Bayeux Tapestry: new battle to bring it to Britain.

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Bayeux Tapestry has had a purpose-built home since 1983, having once been kept at Bayeux Cathedral. Image Credit: Alamy, 2018.

Bayeux Tapestry has had a purpose-built home since 1983, having once been kept at Bayeux Cathedral. Image Credit: Alamy, 2018.

Bayeux Tapestry: New battle to bring the fragile masterpiece to Britain safely.

NNapoleon Bonaparte flaunted it to whip up enthusiasm for invading England. Heinrich Himmler tried to grab it for Nazi Germany and Britain failed to borrow it to celebrate the Coronation in 1953. Now the Bayeux Tapestry, the great graphic depiction of the Norman Conquestis to cross the Channel at last — although it may really be a homecoming.

Some experts have long claimed that the distinctive Anglo-Saxon art of the 230ft-long work is proof that it was sewn in England after William of Normandy rolled up King Harold’s army at the Battle of Hastings on October 14, 1066.

The chronicle of William’s campaign is told from the Norman side, with bloody scenes of slaughtered English troops and Harold’s death with an arrow in the eye. But the enemy is treated with sympathy as its foot soldiers slog away against French horsemen behind walls of shields.

Scholars mainly believe that the 11th-century embroidery — it is technically not a tapestry — that used to hang in Bayeux Cathedral was ordered by Odo, the local bishop and half-brother of William. In France it is also still known as Queen Matilda’s embroidery because William’s wife may have ordered it to celebrate his exploits.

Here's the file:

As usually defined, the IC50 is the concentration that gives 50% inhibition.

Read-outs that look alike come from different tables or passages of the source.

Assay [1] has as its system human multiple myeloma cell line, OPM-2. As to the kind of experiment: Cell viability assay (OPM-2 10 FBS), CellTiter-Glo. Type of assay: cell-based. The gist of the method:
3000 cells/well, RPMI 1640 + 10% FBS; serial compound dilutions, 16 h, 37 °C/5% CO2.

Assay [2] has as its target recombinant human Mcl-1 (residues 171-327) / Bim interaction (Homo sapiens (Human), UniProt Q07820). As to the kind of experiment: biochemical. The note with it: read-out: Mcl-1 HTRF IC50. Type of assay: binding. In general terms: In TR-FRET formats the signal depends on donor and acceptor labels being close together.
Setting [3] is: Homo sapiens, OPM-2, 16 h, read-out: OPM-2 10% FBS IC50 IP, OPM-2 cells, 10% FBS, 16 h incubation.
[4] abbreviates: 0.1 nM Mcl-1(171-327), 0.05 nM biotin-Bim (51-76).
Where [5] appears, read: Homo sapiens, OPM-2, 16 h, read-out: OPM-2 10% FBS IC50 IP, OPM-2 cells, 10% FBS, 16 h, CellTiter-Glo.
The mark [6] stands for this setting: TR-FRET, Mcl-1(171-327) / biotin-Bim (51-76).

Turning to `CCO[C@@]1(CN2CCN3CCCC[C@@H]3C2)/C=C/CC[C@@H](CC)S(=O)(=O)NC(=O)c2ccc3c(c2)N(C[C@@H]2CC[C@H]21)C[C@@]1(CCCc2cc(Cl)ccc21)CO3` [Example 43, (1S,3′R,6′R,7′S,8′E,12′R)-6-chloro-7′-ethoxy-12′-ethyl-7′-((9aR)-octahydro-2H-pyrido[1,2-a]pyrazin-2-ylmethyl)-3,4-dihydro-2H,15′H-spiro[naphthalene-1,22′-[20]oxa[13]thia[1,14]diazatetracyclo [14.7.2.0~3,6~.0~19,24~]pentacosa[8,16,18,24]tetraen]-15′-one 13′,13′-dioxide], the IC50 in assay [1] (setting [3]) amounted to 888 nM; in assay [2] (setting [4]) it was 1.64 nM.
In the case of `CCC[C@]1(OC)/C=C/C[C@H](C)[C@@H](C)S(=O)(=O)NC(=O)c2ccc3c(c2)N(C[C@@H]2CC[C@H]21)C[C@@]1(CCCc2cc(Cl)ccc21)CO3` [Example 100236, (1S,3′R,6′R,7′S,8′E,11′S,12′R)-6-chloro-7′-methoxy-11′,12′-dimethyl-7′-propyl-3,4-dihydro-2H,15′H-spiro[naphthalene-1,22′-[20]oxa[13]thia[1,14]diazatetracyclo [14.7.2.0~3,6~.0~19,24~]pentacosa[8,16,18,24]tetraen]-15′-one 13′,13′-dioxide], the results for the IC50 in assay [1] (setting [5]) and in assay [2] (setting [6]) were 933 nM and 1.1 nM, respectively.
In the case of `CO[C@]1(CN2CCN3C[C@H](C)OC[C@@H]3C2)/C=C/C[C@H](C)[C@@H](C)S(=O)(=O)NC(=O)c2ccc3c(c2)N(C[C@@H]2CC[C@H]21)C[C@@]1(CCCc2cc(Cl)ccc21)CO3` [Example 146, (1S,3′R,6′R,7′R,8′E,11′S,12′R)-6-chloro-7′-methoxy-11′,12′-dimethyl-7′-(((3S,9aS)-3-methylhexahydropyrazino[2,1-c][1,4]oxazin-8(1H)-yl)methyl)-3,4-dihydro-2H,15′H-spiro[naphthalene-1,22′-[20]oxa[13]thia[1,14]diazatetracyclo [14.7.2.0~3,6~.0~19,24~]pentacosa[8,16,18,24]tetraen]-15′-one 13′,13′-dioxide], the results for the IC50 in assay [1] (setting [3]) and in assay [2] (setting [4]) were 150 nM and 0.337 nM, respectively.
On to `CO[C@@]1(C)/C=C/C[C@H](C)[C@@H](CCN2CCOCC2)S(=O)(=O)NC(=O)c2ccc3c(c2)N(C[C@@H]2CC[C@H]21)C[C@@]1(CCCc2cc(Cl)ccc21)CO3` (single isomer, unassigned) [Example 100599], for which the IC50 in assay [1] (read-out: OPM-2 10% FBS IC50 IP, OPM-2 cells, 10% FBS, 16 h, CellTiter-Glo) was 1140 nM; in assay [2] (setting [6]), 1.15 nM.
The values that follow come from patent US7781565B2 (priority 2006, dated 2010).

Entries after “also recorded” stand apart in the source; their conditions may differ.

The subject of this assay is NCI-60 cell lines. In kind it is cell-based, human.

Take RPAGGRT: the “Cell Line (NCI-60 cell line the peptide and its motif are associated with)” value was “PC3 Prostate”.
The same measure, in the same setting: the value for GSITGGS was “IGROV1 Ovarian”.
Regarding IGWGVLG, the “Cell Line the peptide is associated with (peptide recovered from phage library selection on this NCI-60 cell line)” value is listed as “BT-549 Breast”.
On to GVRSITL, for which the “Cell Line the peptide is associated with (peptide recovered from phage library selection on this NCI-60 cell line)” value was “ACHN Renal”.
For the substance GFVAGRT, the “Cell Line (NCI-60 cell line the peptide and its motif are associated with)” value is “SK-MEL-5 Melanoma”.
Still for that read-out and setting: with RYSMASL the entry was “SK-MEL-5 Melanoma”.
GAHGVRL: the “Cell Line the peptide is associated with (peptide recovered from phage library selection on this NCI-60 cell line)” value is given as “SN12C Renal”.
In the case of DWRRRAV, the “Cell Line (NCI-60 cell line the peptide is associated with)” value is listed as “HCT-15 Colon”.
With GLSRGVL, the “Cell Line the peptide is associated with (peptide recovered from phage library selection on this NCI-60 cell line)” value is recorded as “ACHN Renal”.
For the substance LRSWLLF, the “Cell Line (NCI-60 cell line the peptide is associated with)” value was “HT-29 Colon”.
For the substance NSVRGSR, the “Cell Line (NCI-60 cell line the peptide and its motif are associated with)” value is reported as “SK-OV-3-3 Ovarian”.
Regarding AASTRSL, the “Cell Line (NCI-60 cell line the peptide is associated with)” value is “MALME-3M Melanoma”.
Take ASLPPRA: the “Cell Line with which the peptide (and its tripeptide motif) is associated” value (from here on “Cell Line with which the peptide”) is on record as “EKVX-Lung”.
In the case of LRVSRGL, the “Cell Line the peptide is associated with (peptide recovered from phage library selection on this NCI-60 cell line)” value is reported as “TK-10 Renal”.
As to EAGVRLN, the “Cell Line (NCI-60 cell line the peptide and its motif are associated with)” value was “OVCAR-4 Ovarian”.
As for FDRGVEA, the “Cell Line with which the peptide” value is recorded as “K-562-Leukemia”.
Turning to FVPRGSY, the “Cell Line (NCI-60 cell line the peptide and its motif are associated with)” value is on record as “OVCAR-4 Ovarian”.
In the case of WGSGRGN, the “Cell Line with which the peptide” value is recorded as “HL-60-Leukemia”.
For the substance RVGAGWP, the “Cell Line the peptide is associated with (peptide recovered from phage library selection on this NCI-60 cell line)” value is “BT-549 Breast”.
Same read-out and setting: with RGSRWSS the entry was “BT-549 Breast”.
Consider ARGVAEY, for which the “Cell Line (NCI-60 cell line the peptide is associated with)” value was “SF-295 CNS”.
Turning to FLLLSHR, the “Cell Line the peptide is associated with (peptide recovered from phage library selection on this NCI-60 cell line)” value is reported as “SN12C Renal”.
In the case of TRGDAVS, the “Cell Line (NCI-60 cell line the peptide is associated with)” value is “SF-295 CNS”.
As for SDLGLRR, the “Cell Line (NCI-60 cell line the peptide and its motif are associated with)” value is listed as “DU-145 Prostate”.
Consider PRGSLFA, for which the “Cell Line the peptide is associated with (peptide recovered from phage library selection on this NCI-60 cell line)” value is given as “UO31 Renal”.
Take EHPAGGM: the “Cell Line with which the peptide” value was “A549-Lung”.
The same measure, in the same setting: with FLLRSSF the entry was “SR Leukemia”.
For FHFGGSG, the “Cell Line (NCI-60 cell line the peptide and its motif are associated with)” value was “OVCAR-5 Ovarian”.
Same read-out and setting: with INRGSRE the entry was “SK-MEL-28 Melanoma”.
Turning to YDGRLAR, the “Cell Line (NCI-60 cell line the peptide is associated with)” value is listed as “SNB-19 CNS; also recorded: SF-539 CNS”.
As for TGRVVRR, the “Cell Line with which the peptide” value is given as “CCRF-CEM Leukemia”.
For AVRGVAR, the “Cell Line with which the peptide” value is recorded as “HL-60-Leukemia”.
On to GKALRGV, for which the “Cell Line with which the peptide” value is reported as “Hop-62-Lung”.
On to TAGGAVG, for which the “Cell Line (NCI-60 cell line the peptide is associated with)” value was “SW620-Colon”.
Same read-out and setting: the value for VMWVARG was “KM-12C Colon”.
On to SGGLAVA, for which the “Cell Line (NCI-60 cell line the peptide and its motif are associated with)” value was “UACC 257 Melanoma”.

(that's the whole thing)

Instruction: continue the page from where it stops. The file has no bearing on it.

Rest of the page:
The Bayeux Tapestry.

Given its fragile state, inflicted largely by past misadventures, a decision to ship the tapestry across the Channel would be a huge gesture towards les Anglais. Transporting it, however, would be a high-stakes logistical puzzle. It is vulnerable to many hazards including extremes of temperature, humidity, tearing, moths and even strong light.

It cannot merely be rolled up and carried on an aeroplane. A curator would have to accompany it and keep it in sight for the entire journey except for its time in the cargo hold. When the British Museum transported one of the Elgin Marbles to the Hermitage Museum in St Petersburg in 2014 its chaperone obtained permission from both airports to travel with the headless statue of the Greek river god so that she could see it travel up the conveyor belt at one end and down again at the other.

Conservators use crates within crates to keep the environment as stable as possible. The British Museum favours boxes that resemble the ones used in the Steven Spielberg film Raiders of the Lost Ark, in which the Ark of the Covenant is placed in a huge storage facility.

The tapestry is split into 32 scenes, the most famous of which for students of English history is the 31st, in which Harold is apparently shown plucking an arrow from his eye. The website of Reading Museum, which owns a replica of the tapestry, states that the impaled man cannot be definitively identified as the Saxon king.